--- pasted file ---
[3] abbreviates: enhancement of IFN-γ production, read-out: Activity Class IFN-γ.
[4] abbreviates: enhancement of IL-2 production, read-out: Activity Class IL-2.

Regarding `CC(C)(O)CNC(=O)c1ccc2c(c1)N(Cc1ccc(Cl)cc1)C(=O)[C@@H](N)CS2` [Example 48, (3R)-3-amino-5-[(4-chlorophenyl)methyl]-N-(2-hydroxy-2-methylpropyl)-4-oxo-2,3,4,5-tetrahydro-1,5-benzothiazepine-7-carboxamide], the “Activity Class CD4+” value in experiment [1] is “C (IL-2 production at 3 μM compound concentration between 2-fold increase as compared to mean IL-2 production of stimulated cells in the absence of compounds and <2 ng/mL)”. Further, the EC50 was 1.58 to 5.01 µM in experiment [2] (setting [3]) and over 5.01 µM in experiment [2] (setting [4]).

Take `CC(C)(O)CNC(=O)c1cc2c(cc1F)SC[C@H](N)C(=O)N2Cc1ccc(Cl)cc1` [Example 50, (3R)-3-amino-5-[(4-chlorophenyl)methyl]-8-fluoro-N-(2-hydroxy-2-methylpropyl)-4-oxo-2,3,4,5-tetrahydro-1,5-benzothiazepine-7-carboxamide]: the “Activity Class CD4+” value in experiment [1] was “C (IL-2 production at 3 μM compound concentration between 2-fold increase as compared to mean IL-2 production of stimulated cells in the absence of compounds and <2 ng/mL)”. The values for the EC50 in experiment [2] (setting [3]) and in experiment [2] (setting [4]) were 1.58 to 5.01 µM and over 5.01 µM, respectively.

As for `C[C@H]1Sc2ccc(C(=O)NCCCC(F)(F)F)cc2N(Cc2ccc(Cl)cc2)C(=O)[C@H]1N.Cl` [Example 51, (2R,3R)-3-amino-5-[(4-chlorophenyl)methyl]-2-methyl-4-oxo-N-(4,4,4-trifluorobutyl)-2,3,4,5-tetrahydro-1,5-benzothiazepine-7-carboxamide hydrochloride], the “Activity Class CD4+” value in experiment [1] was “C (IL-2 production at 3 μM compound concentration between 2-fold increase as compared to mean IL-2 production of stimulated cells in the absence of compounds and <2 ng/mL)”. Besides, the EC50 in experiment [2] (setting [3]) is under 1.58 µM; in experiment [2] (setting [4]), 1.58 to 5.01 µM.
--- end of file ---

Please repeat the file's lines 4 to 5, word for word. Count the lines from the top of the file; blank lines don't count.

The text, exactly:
Take `CC(C)(O)CNC(=O)c1cc2c(cc1F)SC[C@H](N)C(=O)N2Cc1ccc(Cl)cc1` [Example 50, (3R)-3-amino-5-[(4-chlorophenyl)methyl]-8-fluoro-N-(2-hydroxy-2-methylpropyl)-4-oxo-2,3,4,5-tetrahydro-1,5-benzothiazepine-7-carboxamide]: the “Activity Class CD4+” value in experiment [1] was “C (IL-2 production at 3 μM compound concentration between 2-fold increase as compared to mean IL-2 production of stimulated cells in the absence of compounds and <2 ng/mL)”. The values for the EC50 in experiment [2] (setting [3]) and in experiment [2] (setting [4]) were 1.58 to 5.01 µM and over 5.01 µM, respectively.

As for `C[C@H]1Sc2ccc(C(=O)NCCCC(F)(F)F)cc2N(Cc2ccc(Cl)cc2)C(=O)[C@H]1N.Cl` [Example 51, (2R,3R)-3-amino-5-[(4-chlorophenyl)methyl]-2-methyl-4-oxo-N-(4,4,4-trifluorobutyl)-2,3,4,5-tetrahydro-1,5-benzothiazepine-7-carboxamide hydrochloride], the “Activity Class CD4+” value in experiment [1] was “C (IL-2 production at 3 μM compound concentration between 2-fold increase as compared to mean IL-2 production of stimulated cells in the absence of compounds and <2 ng/mL)”. Besides, the EC50 in experiment [2] (setting [3]) is under 1.58 µM; in experiment [2] (setting [4]), 1.58 to 5.01 µM.